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Thursday, 26 September 2013 13:32

The Clerk at Work - Peter Martin brings private sector expertise to Saratoga County Clerk’s office

By Arthur Gonick | News
Peter Martin with Ballston Spa DMV Supervisor Nancy Wemple. Photo by MarkBolles.com Peter Martin with Ballston Spa DMV Supervisor Nancy Wemple. Photo by MarkBolles.com

BALLSTON SPA – Peter Martin was sworn in as Saratoga County Clerk on April 17, 2013. Governor Andrew Cuomo appointed him to fill the vacancy when Kathy Marchione was elected to the New York State Senate’s 43rd District. Now six months in, Martin is able to provide perspective and an assessment of his office’s relevance to the lives of every Saratoga County citizen.


The Saratoga County Clerk is an elective office, as it is in 57 out of the 62 counties in New York State. This is notable because, although the nature of this position is more administrative than “political,” Martin is a Democrat and Marchione is a Republican who headed the county clerk’s office for 16 years before her election to the state senate. In that spirit of bi-partisanship, Martin begins by acknowledging his predecessor. “Let’s face it. I inherited an extremely well-run office staffed by many dedicated people.”

Nonetheless, one cannot overestimate the impact that a fresh set of eyes can bring to an existing situation, or the ability to transmit private sector expertise and good business practices to a long-standing public sector institution. With a background as a Senior Vice President and General Counsel for Ayco financial services, Martin has brought about changes that have served to maximize the revenue that comes into his department, and in turn, into the Saratoga County budget.

The County Clerk is responsible for administering three major areas: Department of Motor Vehicles (DMV), court records and land records (such as deeds and mortgages). In 2012, their gross receipts were a robust $80 million. After passing through fees to the state and other entities, the clerk’s office contributed about $8 million to the county budget, or about 4 percent of total county general fund revenue.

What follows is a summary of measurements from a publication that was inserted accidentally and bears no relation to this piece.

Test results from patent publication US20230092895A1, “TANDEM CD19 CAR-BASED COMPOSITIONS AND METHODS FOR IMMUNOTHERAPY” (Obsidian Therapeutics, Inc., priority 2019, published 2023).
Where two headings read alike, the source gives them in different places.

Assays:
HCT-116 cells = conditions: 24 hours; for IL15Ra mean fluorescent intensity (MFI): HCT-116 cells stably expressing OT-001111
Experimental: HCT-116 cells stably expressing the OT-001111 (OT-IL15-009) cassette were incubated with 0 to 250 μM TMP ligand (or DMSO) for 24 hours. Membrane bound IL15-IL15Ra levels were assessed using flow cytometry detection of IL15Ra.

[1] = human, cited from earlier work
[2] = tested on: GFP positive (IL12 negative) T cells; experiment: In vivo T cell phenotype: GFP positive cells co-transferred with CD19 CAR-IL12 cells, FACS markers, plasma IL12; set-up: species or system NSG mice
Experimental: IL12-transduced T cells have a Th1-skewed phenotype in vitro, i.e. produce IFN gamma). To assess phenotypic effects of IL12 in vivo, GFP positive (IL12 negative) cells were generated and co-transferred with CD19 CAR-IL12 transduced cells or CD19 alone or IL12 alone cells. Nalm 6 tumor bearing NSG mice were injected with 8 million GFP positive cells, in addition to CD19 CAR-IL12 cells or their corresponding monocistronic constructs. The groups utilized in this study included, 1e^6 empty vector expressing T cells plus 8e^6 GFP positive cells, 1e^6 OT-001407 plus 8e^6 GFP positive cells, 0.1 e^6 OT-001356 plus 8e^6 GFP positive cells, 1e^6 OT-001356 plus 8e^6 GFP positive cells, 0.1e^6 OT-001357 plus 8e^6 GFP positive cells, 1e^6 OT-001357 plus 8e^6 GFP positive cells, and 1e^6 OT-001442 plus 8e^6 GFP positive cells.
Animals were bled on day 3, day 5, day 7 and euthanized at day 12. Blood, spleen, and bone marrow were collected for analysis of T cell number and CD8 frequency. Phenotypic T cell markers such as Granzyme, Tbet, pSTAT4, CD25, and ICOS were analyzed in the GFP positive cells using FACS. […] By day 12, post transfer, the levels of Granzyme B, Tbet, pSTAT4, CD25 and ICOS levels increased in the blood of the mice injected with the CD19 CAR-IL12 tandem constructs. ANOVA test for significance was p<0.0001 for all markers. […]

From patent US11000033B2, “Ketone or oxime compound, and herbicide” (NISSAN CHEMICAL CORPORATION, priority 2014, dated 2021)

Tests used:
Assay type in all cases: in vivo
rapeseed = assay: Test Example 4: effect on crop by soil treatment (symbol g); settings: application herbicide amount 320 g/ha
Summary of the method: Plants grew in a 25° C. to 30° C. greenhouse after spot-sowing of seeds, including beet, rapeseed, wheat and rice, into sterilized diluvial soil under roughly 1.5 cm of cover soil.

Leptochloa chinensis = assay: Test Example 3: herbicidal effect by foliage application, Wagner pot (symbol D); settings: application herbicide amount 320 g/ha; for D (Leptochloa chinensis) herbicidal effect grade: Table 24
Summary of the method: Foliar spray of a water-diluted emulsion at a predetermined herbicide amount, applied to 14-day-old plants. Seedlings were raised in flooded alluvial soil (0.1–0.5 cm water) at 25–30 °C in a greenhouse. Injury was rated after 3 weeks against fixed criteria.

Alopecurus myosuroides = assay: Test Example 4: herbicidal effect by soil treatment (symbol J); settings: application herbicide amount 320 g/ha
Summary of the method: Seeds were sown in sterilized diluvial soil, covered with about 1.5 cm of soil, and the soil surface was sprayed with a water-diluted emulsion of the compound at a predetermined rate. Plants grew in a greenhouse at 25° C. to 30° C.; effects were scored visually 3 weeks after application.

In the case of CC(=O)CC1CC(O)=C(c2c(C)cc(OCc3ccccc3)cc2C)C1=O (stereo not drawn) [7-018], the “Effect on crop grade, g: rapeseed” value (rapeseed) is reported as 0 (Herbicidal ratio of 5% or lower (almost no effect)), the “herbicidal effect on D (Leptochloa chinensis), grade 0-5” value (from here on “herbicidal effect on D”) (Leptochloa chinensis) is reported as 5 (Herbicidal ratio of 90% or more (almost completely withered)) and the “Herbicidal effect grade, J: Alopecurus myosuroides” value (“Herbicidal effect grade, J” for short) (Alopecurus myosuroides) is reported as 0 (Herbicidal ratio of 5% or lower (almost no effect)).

At the DMV, which had gross receipts of about $57 million last year, Martin has instituted policies for more efficient turn-around of titles for auto dealers, setting a seven-day standard. This policy “now has dealers from New York City and beyond teaming up and literally bringing us vanloads of paperwork,” Martin said. Each title registered at the Saratoga County DMV puts cash in the county’s coffers.

Martin has also begun a campaign to encourage and reinforce the decision by county residents to renew their licenses and registrations in person at a Saratoga County DMV office rather than online. Why? According to Martin, a little-known quirk in state legislation dictates that “when a person renews online, the county receives a maximum of 4 percent of the fee, sometimes nothing at all,” Martin observed “but with an in-person transaction, the clerk’s office gets 12.7 percent.”

“We have instituted a policy where each clerk not only thanks the customer for their in-person business, but explains the revenue difference. So we encourage people to visit one of our convenient offices in Ballston Spa, Wilton or Clifton Park and help keep the money here,” Martin said.

Another policy was procedural and more in the potential loss prevention category than revenue enhancement, but important nonetheless: “At each DMV branch, we handle substantial cash on a daily basis. Years ago, our bank stopped offering armored car pickup,” Martin said, “so when I arrived at the clerk’s office, I discovered that we were sending out an unescorted DMV employee with just a bank bag. As you can imagine, this is a major potential security risk.”

“I immediately got on the phone to Sheriff James Bowen,” Martin said, “he agreed that ‘this cannot happen’ and took instant action.” The bottom line is that the DMV employees at each branch are now escorted to the bank by a sheriff’s deputy in the deputy’s vehicle.

Other policies instituted have to do with internal accounting procedures to save time in tracking down shortages. As the county is under a hiring freeze, Martin notes saving time is literally saving money.

Martin’s appointment to the county clerk’s office will end on December 31. He will not seek another term, opting instead to run for one of the two Saratoga County Supervisor seats representing the City of Saratoga Springs.

It is a given that Kathy Marchione was indeed a tough act to follow. It appears that Peter Martin, despite his short time as Saratoga County Clerk, will be regarded that way by his successors as well.


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